Solunteering: A New Way to Fight Climate Change
I’ve got a pal who’ll resist to his last breath falling for any woman who doesn’t satisfy a psychotically specific list of screening criteria. A lady must have a Pulitzer, angel wings, ESP, gills, and the favor of Mount Olympus before he’ll date her. I think he’s missing out because I don’t think love works that way. It’s hard to come up with a checklist that means anything. Sometimes a person just smells right, you know?
Love isn’t the only subject muddied by preconceived notions. When we think of activism, what do we think of? I think of Habitat for Humanity, Doctors without Borders, protests, boycotts, voting drives, this guy, that lady, and those dudes who pretend to be other dudes.
But I don’t think of business. Specifically, until recently I’d never thought to donate my time to a company, at least without some ulterior motive like I want to jockey for a job. What would be the point?
Usually, there isn’t, except if your goal is to fight climate change, maybe there is.
Regular readers (by which I mean readers with consistent bowel movements) know I’m obsessed with understanding how individuals can most effectively join the struggle against climate change. One thought exercise I do: I try to understand what steps might allow civilization as a whole to most effectively protect itself from dramatic climate change, and then brainstorm ways for individuals to usher that process along.
When I do that, I circle around to business a lot, because business may have a key role to play in fixing the problem. Not just any business, but one business in particular: the solar industry. Why?
Here’s a graph of the cost of solar electricity through time:
The cost is dropping exponentially. As a result there’s a chance that solar electricity will be cheaper than fossil fuel electricity in the nearish future, which would change everything.
The very optimistic and possibly demented futurist Ray Kurzweil has been going around saying we’ve got nothing to worry about because this is a sure thing. Solar is going to be cheaper than coal soon, he says, and as soon as it is, fossil fuels are over and we’ll all be saved yay.
I’m not so sure. Like everything else, the solar industry has developed on the back of fossil fuels, and we don’t know if progress can continue as fossil fuel prices rise, as many predict. Rising fuel prices can cause recessions and depressions, which can kill progress. Here’s a graph showing the number of scientific publications through time:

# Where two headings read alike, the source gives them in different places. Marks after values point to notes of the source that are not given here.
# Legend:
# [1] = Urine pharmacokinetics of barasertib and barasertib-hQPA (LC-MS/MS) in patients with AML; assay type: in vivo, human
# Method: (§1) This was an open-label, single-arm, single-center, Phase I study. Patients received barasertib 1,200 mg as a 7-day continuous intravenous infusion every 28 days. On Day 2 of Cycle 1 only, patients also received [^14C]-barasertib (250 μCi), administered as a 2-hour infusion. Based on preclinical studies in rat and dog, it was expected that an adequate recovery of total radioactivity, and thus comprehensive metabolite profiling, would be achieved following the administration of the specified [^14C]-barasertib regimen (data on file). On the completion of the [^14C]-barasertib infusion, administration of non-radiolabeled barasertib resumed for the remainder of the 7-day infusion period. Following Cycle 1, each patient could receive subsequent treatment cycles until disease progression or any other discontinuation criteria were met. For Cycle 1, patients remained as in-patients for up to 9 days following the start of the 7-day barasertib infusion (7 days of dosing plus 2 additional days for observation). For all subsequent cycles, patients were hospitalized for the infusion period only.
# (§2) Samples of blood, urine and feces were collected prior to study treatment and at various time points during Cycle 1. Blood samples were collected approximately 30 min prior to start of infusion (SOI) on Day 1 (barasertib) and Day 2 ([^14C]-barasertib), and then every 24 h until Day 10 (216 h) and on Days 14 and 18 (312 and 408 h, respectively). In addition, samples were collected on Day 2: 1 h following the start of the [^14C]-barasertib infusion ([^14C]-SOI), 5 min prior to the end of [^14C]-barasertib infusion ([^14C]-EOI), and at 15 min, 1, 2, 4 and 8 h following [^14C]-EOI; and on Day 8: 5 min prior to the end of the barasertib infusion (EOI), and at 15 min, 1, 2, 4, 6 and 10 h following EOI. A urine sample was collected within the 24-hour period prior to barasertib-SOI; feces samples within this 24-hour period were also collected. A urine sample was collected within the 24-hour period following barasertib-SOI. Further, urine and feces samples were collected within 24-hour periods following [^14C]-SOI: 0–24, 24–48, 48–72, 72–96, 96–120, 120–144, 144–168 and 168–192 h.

Look at what happened during the recession (right after the peak). It’s enough to give a Kurzweillian optimist a tiny pause as she rockets toward the singularity.
This uncertainty underscores the urgency of advancing the solar industry now. If solar energy gets cheap enough, fast enough, then the solar industry might bootstrap on its own energy.
Therefore if you want to fight climate change, consider volunteering your time and expertise to help the solar industry along. Everyone likes free labor. Let’s calling it Solunteering, if only because I like coining new terms, even though I suck at it.
This idea might seem weird to you. Business isn’t often helpful in the remediation of societal ills. There was no Anti-Racism, Inc. to help us during the civil rights struggle. I ask you to set aside your notions of weirdness to let the idea soak for a minute.
If you decide to run with the idea, how should you go about it?
I suggest you start by identifying solar companies in your area and networking your way into a meeting. Ask your friends and family in the area if they know anyone who works for the company you’re interested in and if they do, have them make an introduction (going through mutual acquaintances usually works better than cold calling). If there are local conferences on energy, sustainability, etc., go. Be patient. Enjoy yourself. Meeting people should be fun.
You might wonder “Why Solar? Why not Wind?” I’m told there’s more room for improvement in solar than in wind or other renewables, because a) there’s a lot of energy in sunlight; and b) we’re still far from the theoretical efficiency limit for solar capture. But I’m no expert and if you think you can do more good volunteering in another part of the renewable energy industry, do it. You might also consider the energy efficiency industry.
Bonus idea for web-developers or community-organizers who happen by:
There are lots of formal programs for placing volunteers into nonprofit organizations, like volunteermatch.org. To my knowledge, no program exists for matching volunteers to businesses. Maybe there should be, one that handles the organizational overhead that businesses won’t want to deal with if they start accepting volunteer labor. You might even be able to make a business out of it.
That’s all for today. I’m off to help my pal find a lady with great set of gills.
-From the Sea